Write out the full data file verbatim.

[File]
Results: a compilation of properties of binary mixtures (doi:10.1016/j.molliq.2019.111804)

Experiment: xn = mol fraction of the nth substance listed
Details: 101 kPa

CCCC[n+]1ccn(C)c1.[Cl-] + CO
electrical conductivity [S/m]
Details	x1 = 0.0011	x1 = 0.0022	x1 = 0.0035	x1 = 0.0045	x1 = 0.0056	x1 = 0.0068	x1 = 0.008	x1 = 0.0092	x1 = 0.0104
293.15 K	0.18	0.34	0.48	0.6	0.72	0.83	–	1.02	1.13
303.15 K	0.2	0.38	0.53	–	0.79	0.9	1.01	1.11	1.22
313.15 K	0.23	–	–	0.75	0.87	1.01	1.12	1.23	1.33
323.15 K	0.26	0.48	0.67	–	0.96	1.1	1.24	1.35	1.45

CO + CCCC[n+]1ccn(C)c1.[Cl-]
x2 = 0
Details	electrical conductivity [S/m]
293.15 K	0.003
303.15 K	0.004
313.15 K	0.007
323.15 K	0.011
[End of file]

Results: a compilation of properties of binary mixtures (doi:10.1016/j.molliq.2019.111804)

Experiment: xn = mol fraction of the nth substance listed
Details: 101 kPa

CCCC[n+]1ccn(C)c1.[Cl-] + CO
electrical conductivity [S/m]
Details	x1 = 0.0011	x1 = 0.0022	x1 = 0.0035	x1 = 0.0045	x1 = 0.0056	x1 = 0.0068	x1 = 0.008	x1 = 0.0092	x1 = 0.0104
293.15 K	0.18	0.34	0.48	0.6	0.72	0.83	–	1.02	1.13
303.15 K	0.2	0.38	0.53	–	0.79	0.9	1.01	1.11	1.22
313.15 K	0.23	–	–	0.75	0.87	1.01	1.12	1.23	1.33
323.15 K	0.26	0.48	0.67	–	0.96	1.1	1.24	1.35	1.45

CO + CCCC[n+]1ccn(C)c1.[Cl-]
x2 = 0
Details	electrical conductivity [S/m]
293.15 K	0.003
303.15 K	0.004
313.15 K	0.007
323.15 K	0.011